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Smith County’s proposed budget calls for law enforcement pay increases, fleet upgrades, more

County judge says goals will be achieved without raising tax rate
Published: Jul. 19, 2021 at 6:47 PM CDT|Updated: Jul. 19, 2021 at 7:10 PM CDT
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TYLER, Texas (KLTV) - Smith County’s Fiscal Year 2022 budget calls for law enforcement salary increases, along with a focus on support services staffing and funding for roads and bridges, and the county judge says they plan on doing all of this without raising taxes.

“The tax rate that we’re looking for going forward in this next year, 33.5, is the same as this past year,” Moran said.

Moran called this a “catch-up year” when it comes to the county’s budget.

“Because we knew and we said openly last year as we reduced that tax rate from 34.5 cents to 33.5 cents last year, hey, we know we’re taking a big reduction in the tax rate. We’re doing that to help individual property owners out there, but we knew that we were delaying capital expenditures in particular. We’re going to have to catch up on that this year and that’s what we’re doing,” Moran said.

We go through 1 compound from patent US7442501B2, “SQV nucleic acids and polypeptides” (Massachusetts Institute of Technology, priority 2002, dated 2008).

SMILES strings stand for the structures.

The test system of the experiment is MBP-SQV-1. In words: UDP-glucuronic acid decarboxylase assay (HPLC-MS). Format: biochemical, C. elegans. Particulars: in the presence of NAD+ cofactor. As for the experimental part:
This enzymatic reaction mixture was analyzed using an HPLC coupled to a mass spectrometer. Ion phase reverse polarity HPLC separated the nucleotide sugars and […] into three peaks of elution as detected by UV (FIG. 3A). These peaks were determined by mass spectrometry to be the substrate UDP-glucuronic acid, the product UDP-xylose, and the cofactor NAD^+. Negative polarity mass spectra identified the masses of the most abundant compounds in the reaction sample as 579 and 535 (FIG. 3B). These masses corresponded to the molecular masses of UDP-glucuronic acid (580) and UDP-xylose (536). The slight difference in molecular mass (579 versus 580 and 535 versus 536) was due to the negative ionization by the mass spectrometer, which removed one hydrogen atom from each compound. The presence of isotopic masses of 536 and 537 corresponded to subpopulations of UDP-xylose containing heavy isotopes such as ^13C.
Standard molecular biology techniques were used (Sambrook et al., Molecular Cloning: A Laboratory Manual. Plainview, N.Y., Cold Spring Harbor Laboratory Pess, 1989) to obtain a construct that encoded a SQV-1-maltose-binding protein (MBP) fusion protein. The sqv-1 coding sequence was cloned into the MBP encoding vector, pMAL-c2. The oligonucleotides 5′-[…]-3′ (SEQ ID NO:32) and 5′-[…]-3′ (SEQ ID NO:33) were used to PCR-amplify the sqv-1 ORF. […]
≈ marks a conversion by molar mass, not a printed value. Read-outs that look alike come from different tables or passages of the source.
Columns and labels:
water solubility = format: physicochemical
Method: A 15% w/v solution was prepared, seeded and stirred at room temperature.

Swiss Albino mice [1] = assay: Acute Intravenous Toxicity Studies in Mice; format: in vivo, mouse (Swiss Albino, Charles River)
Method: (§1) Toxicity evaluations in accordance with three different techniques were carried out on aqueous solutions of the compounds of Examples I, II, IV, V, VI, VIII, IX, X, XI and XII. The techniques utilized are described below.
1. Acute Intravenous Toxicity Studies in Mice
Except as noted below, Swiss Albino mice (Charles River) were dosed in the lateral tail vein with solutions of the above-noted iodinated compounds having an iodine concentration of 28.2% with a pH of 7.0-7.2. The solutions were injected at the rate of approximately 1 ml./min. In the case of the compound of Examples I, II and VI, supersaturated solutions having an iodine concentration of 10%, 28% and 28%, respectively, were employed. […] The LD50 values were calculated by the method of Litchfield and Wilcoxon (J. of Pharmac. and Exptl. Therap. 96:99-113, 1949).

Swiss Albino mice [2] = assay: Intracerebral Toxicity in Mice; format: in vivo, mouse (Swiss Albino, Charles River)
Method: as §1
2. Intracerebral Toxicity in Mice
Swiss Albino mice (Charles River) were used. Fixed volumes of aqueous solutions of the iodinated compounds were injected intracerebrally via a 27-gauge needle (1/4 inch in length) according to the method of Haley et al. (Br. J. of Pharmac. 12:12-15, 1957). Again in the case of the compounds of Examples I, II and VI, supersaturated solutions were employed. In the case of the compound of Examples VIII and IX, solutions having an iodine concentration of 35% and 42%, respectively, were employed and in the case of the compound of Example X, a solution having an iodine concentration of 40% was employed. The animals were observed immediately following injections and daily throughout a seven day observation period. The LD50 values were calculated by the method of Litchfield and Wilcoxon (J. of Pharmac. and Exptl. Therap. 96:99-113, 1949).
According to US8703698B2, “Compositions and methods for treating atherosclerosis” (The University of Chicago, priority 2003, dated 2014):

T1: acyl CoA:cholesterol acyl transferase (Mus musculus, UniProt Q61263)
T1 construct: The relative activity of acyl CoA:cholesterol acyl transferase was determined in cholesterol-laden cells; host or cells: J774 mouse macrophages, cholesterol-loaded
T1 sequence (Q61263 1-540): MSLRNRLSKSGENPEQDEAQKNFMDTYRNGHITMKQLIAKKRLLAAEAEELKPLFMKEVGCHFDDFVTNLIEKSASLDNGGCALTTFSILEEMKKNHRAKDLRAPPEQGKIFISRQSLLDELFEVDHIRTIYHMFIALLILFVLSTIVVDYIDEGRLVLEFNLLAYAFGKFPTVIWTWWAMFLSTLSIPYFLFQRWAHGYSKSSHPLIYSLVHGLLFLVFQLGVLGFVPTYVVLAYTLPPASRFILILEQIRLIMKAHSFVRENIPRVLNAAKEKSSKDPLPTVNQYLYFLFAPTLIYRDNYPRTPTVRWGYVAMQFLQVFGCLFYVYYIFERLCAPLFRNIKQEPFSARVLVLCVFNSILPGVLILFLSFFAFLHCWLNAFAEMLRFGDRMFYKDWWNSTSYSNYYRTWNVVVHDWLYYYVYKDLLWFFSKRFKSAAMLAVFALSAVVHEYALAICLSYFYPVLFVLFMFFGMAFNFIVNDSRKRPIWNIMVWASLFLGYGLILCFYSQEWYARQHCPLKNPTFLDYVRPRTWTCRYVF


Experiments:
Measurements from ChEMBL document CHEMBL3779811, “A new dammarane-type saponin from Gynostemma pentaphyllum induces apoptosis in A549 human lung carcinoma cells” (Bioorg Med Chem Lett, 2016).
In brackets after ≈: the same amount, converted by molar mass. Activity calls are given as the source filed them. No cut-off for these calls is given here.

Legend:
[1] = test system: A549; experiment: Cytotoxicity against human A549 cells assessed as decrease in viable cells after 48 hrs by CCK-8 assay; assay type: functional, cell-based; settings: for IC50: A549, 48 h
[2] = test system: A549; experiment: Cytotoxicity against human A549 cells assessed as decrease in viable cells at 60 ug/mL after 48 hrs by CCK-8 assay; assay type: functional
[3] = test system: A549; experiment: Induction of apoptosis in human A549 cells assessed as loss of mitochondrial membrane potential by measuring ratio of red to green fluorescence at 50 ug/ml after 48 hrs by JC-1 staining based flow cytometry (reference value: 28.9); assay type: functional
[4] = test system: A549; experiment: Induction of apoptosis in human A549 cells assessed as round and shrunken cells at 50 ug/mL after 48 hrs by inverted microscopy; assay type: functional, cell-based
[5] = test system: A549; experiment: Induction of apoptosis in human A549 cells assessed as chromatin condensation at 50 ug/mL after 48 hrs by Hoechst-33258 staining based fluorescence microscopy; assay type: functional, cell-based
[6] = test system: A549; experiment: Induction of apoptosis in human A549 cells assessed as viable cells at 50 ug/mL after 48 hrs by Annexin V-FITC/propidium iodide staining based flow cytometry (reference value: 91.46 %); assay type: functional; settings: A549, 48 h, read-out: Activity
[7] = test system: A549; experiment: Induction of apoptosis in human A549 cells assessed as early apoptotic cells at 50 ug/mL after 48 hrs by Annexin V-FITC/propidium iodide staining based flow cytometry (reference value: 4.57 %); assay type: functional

Catching up on things like roads and bridges, something Judge Moran committed to when he first came into office, and the proposed budget is approved, those roads could be seeing travels from close to 40 new county vehicles.

“Normally over the past 10 years, the county has spent about a half million dollars on fleet replacement,” Moran said. “This year we’re planning on spending about $1.75 million.”

Most of that money will be spent on law enforcement vehicles, according to Moran. He said the county’s size means lots of mileage paired with the usual wear and tear that comes with a vehicle used by law enforcement.

“We need to replace those to make sure that our law enforcement officers are safe, and that they can respond timely to calls when necessary,” Moran said.

And along with improving their fleet, the county is also proposing salary increases for law enforcement. Among those getting a bump are Smith County jailers.

“We don’t necessarily have a hard time hiring personnel, but the retention is what’s really hurting us,” Sheriff Larry Smith said.

Helping the county fund these goals: an increase in revenues from sales tax. Estimated at $21.5 million for FY 2022, compared to $19 million in FY 2021. The county also plans on pulling at least $4.8 million from the general fund reserves.

“We’re saving the taxpayers three pennies off that tax rate by taking out of the reserve fund and making sure we don’t build up that savings account, unnecessarily, too large,” Moran said.

Moran will formally file the proposed budget on or before Friday, Aug. 13. Public hearings are planned for Aug. 24 at 9:30 a.m. and 5:30 p.m. Commissioners are set to vote on the budget at their meeting on Sept. 7.

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